Learning Activities for Asynchronous Online Classes

Learning Activities for Asynchronous Online Classes

Asynchronous online classes offer students more flexibility and reduce access challenges, although large files such as streaming video can still present internet bandwidth challenges. You can help students succeed in asynchronous courses through careful course design, including building a community of inquiry that includes cognitive presence, instructor presence, and social presence.

Since building a community of inquiry is important to student success in asynchronous courses, these courses can especially benefit from a constructivist approach, which focuses on students constructing their understanding of content together. For more information on the constructive approach you can also see Assignment Templates and Examples from The Complete Step-by-Step Guide to Designing and Teaching Online Courses and Cornell University’s Group Work: How to Create & Manage Groups.

Asynchronous active learning can take many forms, including:

Course content can come from different sources and be delivered in different formats. You can locate relevant content created by others from a variety of sources, including the River Campus Libraries.

Open pedagogy can be particularly useful in online education and encompasses not just open education resources (OER: freely available content), but also other aspects of openness such as collaborative construction of materials as part of a course. Open pedagogy is supported by outreach librarians such as Kim Hoffman, who has co-edited an OER book on open pedagogy.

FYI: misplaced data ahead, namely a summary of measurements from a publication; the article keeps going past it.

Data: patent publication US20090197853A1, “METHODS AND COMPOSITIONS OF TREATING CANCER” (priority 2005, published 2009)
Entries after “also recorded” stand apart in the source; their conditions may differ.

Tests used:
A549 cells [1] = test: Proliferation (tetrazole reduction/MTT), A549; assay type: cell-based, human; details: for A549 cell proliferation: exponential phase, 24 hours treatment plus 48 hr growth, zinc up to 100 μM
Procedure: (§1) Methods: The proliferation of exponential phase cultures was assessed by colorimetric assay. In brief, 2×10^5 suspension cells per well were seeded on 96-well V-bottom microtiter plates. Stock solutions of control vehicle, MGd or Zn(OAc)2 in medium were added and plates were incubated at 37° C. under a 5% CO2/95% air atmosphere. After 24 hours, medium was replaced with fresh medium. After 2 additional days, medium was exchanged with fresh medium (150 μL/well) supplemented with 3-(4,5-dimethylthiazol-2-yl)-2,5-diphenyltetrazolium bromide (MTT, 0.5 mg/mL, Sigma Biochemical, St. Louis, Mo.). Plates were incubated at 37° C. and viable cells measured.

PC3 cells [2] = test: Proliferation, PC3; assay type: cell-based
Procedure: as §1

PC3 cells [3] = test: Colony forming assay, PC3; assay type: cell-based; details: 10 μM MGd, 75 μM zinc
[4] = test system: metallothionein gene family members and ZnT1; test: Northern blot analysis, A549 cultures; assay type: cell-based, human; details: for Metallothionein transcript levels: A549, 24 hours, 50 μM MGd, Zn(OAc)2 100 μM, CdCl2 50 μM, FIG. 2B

STEM instructors can consult this Online Resources for Science Laboratories developed by the POD Network.

Discussion Boards

Discussion boards are a central learning activity in many asynchronous courses, and they can allow students to interact using a variety of media, including text, images, audio, and video. Discussion board software options have different strengths, and the University of Rochester provides access to a range of choices.

When setting up a discussion board, you will need to make a number of choices about how to structure and manage student interactions. The following resources address key areas:

“Creating and Managing Discussion Posts” in The Online Teaching Survival Guide: Simple and Practical Pedagogical Tips by Judith V. Boettcher and Rita-Marie Conrad: This primer on discussion board basics is especially helpful in explaining how to write good questions, but covers everything from post timing and duration of each board to ways to wrap up online discussions.

Breaking the Humdrum of "Post Once and Reply to Two Others" by Lisa Kidder and Mark Cooper, Idaho State University: This presentation and accompanying handout reviews a wide range of types of discussion board activities, including case studies, debates, and challenge questions.